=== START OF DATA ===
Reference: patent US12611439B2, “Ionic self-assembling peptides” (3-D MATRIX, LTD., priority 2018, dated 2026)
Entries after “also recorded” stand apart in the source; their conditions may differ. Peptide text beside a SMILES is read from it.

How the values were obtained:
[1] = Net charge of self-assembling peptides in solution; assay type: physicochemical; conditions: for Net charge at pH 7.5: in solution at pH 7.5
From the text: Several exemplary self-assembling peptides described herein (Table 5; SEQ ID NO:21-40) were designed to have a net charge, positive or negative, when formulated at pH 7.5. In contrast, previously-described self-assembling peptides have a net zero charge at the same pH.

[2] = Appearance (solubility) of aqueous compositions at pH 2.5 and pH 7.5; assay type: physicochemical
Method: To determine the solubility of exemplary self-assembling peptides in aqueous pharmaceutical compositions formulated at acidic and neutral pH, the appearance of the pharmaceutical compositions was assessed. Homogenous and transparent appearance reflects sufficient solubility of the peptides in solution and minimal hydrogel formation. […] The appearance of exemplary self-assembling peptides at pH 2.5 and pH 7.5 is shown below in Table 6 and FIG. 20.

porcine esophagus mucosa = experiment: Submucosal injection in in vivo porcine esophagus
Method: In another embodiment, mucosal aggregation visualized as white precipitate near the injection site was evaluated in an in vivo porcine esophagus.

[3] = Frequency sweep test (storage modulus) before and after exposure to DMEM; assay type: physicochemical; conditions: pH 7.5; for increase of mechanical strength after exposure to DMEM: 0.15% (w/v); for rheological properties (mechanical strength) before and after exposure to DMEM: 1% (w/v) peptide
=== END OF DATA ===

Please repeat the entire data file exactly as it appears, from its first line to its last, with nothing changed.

Reference: patent US12611439B2, “Ionic self-assembling peptides” (3-D MATRIX, LTD., priority 2018, dated 2026)
Entries after “also recorded” stand apart in the source; their conditions may differ. Peptide text beside a SMILES is read from it.

How the values were obtained:
[1] = Net charge of self-assembling peptides in solution; assay type: physicochemical; conditions: for Net charge at pH 7.5: in solution at pH 7.5
From the text: Several exemplary self-assembling peptides described herein (Table 5; SEQ ID NO:21-40) were designed to have a net charge, positive or negative, when formulated at pH 7.5. In contrast, previously-described self-assembling peptides have a net zero charge at the same pH.

[2] = Appearance (solubility) of aqueous compositions at pH 2.5 and pH 7.5; assay type: physicochemical
Method: To determine the solubility of exemplary self-assembling peptides in aqueous pharmaceutical compositions formulated at acidic and neutral pH, the appearance of the pharmaceutical compositions was assessed. Homogenous and transparent appearance reflects sufficient solubility of the peptides in solution and minimal hydrogel formation. […] The appearance of exemplary self-assembling peptides at pH 2.5 and pH 7.5 is shown below in Table 6 and FIG. 20.

porcine esophagus mucosa = experiment: Submucosal injection in in vivo porcine esophagus
Method: In another embodiment, mucosal aggregation visualized as white precipitate near the injection site was evaluated in an in vivo porcine esophagus.

[3] = Frequency sweep test (storage modulus) before and after exposure to DMEM; assay type: physicochemical; conditions: pH 7.5; for increase of mechanical strength after exposure to DMEM: 0.15% (w/v); for rheological properties (mechanical strength) before and after exposure to DMEM: 1% (w/v) peptide